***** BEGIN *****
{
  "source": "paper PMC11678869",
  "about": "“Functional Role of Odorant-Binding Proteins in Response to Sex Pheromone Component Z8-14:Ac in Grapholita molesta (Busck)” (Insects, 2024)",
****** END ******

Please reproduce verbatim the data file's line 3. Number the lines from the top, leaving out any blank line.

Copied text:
  "about": "“Functional Role of Odorant-Binding Proteins in Response to Sex Pheromone Component Z8-14:Ac in Grapholita molesta (Busck)” (Insects, 2024)",